On Jan. 31, Dr. Shekhar Deshpande, Professor and Chair of Media and Communication, published “Tacita Dean—The Materiality of the Signifier” on his blog, World Cinema. The article addresses FILM, Tacita Dean’s 2011 installation in Tate Modern’s Turbine Hall, and the artist’s return to celluloid film, a medium “richer in its capabilities of indexical signification” than its digital successors.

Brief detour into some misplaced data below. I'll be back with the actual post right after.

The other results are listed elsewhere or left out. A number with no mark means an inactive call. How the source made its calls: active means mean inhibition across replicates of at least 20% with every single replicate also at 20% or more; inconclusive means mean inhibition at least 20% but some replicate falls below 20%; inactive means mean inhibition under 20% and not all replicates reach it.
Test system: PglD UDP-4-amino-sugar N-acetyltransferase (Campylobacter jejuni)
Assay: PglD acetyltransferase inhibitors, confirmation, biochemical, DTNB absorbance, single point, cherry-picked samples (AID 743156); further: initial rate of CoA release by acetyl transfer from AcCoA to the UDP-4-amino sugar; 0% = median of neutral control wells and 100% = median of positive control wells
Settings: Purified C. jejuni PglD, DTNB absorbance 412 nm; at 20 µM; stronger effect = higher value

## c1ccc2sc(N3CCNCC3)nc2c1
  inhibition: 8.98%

Dean’s demonstration of the “green ray” off the coast of Madagascar, where the digital cameras gazing at the sinking sun failed to capture the magic of the green ray in its final moments for the day, is a testimony to the essential difference between celluloid and the digital. The abilities of indexical signification of film are richer while that of the digital are manipulable and deceptive. As the medium that Dean and many other artists thrive on disappears—16mm film—so is 35mm film. Along with film, vastly rich and complex discourses of viewing, social relationships, institutions and habits are vanishing in front of our eyes. Dean’s work cannot be dismissed as merely an anxiety of an artist or a defense of nostalgia that pines for the return of the past. As Marshall McLuhan cautioned us decades ago, we look to artists and poets to think of the future that we cannot see. Dean’s FILM installation at Tate Modern emphatically asserts the specificity of cinema, denying, as Rosalind Krauss points out in her elegant speech at Tate Modern, the mythical grip of “post-medium” condition. Celluloid and digital are not all cinema; each is a different manifestation of a generalized experience called cinema.